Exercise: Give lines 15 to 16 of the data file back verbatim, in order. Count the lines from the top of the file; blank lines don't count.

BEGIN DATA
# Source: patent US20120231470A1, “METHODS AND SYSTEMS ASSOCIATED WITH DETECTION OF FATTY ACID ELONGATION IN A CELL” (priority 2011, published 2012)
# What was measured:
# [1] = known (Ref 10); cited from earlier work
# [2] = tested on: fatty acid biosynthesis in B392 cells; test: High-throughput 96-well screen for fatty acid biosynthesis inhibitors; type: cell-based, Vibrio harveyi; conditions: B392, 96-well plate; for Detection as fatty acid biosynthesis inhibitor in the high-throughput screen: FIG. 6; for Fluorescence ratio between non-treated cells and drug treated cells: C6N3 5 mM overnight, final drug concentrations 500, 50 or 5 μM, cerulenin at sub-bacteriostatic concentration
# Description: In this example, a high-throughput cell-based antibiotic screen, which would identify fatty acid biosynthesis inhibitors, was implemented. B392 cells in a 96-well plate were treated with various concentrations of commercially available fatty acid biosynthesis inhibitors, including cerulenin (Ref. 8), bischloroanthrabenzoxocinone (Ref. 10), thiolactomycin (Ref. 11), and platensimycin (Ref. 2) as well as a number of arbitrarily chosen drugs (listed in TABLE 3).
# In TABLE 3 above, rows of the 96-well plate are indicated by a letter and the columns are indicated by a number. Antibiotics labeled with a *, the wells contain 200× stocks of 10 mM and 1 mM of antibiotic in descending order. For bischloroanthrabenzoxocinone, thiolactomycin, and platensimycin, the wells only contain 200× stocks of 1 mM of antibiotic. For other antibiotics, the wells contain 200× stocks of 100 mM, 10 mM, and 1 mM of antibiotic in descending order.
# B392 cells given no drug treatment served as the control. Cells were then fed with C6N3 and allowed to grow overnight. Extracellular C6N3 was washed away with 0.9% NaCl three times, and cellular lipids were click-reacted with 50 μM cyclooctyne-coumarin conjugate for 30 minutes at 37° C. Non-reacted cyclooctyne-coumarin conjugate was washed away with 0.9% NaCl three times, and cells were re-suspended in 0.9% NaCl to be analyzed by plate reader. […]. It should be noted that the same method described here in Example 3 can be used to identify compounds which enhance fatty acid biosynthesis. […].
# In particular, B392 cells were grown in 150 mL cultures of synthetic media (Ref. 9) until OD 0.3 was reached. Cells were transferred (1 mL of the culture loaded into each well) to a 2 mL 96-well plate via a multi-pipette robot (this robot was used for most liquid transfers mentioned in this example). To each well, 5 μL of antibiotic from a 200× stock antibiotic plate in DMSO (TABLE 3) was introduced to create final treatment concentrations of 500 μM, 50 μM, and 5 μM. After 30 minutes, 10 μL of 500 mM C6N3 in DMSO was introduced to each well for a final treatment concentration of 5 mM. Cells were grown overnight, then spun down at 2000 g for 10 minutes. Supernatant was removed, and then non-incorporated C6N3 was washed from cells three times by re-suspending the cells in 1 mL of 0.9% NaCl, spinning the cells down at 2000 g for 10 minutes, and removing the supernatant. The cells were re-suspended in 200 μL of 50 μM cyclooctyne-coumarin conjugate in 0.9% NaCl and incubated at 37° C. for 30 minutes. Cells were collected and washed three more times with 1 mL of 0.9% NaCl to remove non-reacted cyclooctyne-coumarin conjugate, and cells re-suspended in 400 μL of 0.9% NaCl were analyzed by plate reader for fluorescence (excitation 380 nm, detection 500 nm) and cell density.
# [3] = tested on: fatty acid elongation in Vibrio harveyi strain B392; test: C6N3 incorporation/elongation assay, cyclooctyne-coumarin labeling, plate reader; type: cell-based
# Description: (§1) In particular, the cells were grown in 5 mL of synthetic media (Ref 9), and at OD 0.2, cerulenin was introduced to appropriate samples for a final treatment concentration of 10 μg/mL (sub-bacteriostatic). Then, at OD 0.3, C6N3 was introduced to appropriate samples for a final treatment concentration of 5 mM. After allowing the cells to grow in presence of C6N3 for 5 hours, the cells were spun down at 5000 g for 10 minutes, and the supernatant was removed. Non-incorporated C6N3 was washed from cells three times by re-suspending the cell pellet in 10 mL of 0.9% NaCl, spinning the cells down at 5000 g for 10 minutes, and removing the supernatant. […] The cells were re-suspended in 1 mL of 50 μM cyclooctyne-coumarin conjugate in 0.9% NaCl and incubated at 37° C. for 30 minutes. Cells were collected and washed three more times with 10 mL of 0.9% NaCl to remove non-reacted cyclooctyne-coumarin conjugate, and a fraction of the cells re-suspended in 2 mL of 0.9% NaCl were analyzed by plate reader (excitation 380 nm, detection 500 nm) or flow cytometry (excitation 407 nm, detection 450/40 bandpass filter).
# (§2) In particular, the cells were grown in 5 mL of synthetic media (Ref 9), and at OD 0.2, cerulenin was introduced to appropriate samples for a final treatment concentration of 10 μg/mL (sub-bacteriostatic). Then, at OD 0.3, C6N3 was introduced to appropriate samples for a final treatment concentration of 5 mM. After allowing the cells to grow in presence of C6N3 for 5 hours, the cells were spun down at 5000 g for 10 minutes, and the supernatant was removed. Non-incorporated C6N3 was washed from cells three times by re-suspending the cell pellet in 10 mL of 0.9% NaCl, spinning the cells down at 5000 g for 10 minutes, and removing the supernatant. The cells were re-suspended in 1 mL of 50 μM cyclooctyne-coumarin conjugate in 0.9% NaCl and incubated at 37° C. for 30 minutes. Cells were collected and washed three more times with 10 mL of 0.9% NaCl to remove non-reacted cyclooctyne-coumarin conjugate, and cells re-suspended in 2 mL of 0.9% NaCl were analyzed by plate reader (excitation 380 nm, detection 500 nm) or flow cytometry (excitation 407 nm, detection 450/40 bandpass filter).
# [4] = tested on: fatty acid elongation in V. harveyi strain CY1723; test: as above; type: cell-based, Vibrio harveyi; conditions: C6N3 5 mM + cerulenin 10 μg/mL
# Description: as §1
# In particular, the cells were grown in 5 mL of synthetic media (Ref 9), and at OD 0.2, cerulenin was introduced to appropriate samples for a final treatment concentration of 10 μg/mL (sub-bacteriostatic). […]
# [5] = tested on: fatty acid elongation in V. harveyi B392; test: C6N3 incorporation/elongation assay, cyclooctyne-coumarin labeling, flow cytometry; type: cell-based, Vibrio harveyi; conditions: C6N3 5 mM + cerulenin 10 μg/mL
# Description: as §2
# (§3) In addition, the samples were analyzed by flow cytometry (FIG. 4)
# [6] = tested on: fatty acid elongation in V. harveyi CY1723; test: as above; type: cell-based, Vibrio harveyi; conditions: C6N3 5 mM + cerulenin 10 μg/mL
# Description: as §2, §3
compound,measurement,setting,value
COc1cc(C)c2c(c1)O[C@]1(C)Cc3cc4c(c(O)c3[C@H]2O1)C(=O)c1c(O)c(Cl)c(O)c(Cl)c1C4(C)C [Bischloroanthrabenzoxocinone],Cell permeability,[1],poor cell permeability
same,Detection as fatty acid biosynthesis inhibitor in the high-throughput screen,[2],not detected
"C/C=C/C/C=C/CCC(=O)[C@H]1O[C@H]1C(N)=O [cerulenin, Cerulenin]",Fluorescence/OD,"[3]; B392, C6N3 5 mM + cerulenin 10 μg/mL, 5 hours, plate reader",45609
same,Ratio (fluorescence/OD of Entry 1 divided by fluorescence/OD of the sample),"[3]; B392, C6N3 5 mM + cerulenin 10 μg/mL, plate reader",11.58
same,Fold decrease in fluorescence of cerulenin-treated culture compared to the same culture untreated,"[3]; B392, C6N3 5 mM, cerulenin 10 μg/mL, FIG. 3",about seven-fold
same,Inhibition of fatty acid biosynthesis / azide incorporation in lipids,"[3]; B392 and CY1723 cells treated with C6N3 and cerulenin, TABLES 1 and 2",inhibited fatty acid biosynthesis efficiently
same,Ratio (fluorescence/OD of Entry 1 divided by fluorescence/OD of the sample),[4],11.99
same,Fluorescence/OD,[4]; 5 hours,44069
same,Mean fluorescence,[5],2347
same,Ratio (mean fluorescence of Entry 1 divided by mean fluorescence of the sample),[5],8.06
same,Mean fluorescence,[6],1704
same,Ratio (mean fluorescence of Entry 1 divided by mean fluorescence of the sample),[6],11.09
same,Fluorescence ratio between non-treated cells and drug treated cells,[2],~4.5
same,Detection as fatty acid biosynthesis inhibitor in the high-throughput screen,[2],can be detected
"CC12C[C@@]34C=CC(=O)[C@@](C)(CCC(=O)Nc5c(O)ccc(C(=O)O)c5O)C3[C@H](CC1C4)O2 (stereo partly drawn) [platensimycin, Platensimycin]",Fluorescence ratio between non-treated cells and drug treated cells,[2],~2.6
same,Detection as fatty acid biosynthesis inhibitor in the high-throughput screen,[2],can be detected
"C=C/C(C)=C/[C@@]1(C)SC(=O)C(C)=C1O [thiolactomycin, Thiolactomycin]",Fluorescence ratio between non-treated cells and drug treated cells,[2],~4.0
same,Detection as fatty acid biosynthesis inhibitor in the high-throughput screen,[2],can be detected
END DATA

# [5] = tested on: fatty acid elongation in V. harveyi B392; test: C6N3 incorporation/elongation assay, cyclooctyne-coumarin labeling, flow cytometry; type: cell-based, Vibrio harveyi; conditions: C6N3 5 mM + cerulenin 10 μg/mL
# Description: as §2